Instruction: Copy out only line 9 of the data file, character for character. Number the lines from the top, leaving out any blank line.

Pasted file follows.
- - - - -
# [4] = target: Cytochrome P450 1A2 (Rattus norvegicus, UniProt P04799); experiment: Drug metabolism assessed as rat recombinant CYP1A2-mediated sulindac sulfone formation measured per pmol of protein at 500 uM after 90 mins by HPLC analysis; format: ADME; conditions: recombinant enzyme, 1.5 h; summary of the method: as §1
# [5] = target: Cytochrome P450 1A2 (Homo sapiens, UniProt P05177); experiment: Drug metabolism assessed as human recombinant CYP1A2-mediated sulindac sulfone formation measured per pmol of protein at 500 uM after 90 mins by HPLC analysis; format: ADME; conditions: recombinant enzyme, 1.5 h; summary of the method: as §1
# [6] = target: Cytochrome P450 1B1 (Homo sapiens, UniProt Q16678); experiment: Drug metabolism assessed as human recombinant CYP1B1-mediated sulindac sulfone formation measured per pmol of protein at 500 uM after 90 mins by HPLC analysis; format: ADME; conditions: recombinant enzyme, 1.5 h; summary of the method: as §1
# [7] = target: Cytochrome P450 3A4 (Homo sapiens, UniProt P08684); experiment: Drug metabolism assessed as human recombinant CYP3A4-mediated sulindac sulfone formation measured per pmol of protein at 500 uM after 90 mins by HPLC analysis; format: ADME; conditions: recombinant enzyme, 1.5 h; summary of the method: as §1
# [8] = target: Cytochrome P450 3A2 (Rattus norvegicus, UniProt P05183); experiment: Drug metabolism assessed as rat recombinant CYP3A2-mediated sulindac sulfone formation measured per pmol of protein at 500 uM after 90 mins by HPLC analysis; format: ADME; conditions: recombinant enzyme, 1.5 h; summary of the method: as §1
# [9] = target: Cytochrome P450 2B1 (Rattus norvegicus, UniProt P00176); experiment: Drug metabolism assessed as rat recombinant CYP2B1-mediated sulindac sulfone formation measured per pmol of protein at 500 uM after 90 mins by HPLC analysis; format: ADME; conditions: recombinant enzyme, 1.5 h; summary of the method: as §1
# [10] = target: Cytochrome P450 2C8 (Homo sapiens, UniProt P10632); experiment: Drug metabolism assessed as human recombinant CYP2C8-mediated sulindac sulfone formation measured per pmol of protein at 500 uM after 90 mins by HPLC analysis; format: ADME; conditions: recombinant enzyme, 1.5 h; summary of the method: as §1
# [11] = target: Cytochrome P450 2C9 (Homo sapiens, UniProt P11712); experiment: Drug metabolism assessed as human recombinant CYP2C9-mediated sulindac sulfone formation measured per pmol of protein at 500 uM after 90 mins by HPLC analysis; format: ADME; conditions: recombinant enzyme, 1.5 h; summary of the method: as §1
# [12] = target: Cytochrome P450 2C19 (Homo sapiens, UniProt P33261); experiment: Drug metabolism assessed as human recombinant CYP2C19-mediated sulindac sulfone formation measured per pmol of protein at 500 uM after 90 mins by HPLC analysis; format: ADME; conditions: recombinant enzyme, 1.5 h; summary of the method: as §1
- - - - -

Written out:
# [12] = target: Cytochrome P450 2C19 (Homo sapiens, UniProt P33261); experiment: Drug metabolism assessed as human recombinant CYP2C19-mediated sulindac sulfone formation measured per pmol of protein at 500 uM after 90 mins by HPLC analysis; format: ADME; conditions: recombinant enzyme, 1.5 h; summary of the method: as §1